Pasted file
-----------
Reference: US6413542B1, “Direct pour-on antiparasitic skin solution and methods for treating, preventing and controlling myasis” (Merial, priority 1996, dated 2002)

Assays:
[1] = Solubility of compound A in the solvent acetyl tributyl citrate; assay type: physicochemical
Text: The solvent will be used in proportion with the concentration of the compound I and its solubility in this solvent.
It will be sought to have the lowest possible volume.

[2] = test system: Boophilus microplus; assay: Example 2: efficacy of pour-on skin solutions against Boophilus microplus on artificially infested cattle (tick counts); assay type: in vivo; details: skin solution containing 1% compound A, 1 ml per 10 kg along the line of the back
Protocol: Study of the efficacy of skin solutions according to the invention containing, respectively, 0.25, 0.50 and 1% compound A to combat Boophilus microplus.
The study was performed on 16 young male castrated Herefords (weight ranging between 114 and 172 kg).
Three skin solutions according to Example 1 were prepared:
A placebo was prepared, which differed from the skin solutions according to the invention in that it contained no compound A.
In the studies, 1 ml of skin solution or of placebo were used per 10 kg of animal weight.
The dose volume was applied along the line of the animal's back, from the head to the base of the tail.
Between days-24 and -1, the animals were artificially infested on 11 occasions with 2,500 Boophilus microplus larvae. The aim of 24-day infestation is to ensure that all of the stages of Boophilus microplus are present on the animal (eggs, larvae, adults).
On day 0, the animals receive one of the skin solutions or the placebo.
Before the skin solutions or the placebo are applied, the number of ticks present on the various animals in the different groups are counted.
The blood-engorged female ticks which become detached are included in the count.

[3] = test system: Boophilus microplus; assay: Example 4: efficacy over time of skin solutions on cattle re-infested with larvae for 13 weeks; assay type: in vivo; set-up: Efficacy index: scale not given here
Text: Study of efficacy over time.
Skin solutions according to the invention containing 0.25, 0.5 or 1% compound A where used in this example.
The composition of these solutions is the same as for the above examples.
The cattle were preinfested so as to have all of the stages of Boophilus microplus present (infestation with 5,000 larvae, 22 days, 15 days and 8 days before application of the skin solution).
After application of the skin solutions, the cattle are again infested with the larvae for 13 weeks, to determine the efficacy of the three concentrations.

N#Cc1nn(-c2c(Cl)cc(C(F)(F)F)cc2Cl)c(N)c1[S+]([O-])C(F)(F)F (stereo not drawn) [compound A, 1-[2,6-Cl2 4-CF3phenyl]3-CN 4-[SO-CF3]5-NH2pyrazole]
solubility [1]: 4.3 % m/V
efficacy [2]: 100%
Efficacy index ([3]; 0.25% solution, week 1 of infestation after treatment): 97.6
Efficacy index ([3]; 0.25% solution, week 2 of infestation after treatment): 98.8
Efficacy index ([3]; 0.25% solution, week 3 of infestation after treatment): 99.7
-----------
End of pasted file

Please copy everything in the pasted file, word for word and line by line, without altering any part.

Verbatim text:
Reference: US6413542B1, “Direct pour-on antiparasitic skin solution and methods for treating, preventing and controlling myasis” (Merial, priority 1996, dated 2002)

Assays:
[1] = Solubility of compound A in the solvent acetyl tributyl citrate; assay type: physicochemical
Text: The solvent will be used in proportion with the concentration of the compound I and its solubility in this solvent.
It will be sought to have the lowest possible volume.

[2] = test system: Boophilus microplus; assay: Example 2: efficacy of pour-on skin solutions against Boophilus microplus on artificially infested cattle (tick counts); assay type: in vivo; details: skin solution containing 1% compound A, 1 ml per 10 kg along the line of the back
Protocol: Study of the efficacy of skin solutions according to the invention containing, respectively, 0.25, 0.50 and 1% compound A to combat Boophilus microplus.
The study was performed on 16 young male castrated Herefords (weight ranging between 114 and 172 kg).
Three skin solutions according to Example 1 were prepared:
A placebo was prepared, which differed from the skin solutions according to the invention in that it contained no compound A.
In the studies, 1 ml of skin solution or of placebo were used per 10 kg of animal weight.
The dose volume was applied along the line of the animal's back, from the head to the base of the tail.
Between days-24 and -1, the animals were artificially infested on 11 occasions with 2,500 Boophilus microplus larvae. The aim of 24-day infestation is to ensure that all of the stages of Boophilus microplus are present on the animal (eggs, larvae, adults).
On day 0, the animals receive one of the skin solutions or the placebo.
Before the skin solutions or the placebo are applied, the number of ticks present on the various animals in the different groups are counted.
The blood-engorged female ticks which become detached are included in the count.

[3] = test system: Boophilus microplus; assay: Example 4: efficacy over time of skin solutions on cattle re-infested with larvae for 13 weeks; assay type: in vivo; set-up: Efficacy index: scale not given here
Text: Study of efficacy over time.
Skin solutions according to the invention containing 0.25, 0.5 or 1% compound A where used in this example.
The composition of these solutions is the same as for the above examples.
The cattle were preinfested so as to have all of the stages of Boophilus microplus present (infestation with 5,000 larvae, 22 days, 15 days and 8 days before application of the skin solution).
After application of the skin solutions, the cattle are again infested with the larvae for 13 weeks, to determine the efficacy of the three concentrations.

N#Cc1nn(-c2c(Cl)cc(C(F)(F)F)cc2Cl)c(N)c1[S+]([O-])C(F)(F)F (stereo not drawn) [compound A, 1-[2,6-Cl2 4-CF3phenyl]3-CN 4-[SO-CF3]5-NH2pyrazole]
solubility [1]: 4.3 % m/V
efficacy [2]: 100%
Efficacy index ([3]; 0.25% solution, week 1 of infestation after treatment): 97.6
Efficacy index ([3]; 0.25% solution, week 2 of infestation after treatment): 98.8
Efficacy index ([3]; 0.25% solution, week 3 of infestation after treatment): 99.7